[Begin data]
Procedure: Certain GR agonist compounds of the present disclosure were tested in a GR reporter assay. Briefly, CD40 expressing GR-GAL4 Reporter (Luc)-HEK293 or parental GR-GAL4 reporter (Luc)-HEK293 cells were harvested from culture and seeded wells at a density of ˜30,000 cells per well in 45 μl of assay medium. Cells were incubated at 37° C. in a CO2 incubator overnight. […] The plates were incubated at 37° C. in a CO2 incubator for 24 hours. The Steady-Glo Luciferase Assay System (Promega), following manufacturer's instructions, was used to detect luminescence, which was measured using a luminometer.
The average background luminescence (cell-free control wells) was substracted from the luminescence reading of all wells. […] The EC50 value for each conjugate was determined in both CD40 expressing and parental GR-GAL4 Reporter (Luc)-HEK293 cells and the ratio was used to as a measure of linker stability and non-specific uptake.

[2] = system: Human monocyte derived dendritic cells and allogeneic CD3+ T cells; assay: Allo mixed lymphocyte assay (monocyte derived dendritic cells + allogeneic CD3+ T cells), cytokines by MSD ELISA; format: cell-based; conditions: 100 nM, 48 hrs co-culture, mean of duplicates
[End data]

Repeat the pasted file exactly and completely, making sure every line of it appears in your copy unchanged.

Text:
Procedure: Certain GR agonist compounds of the present disclosure were tested in a GR reporter assay. Briefly, CD40 expressing GR-GAL4 Reporter (Luc)-HEK293 or parental GR-GAL4 reporter (Luc)-HEK293 cells were harvested from culture and seeded wells at a density of ˜30,000 cells per well in 45 μl of assay medium. Cells were incubated at 37° C. in a CO2 incubator overnight. […] The plates were incubated at 37° C. in a CO2 incubator for 24 hours. The Steady-Glo Luciferase Assay System (Promega), following manufacturer's instructions, was used to detect luminescence, which was measured using a luminometer.
The average background luminescence (cell-free control wells) was substracted from the luminescence reading of all wells. […] The EC50 value for each conjugate was determined in both CD40 expressing and parental GR-GAL4 Reporter (Luc)-HEK293 cells and the ratio was used to as a measure of linker stability and non-specific uptake.

[2] = system: Human monocyte derived dendritic cells and allogeneic CD3+ T cells; assay: Allo mixed lymphocyte assay (monocyte derived dendritic cells + allogeneic CD3+ T cells), cytokines by MSD ELISA; format: cell-based; conditions: 100 nM, 48 hrs co-culture, mean of duplicates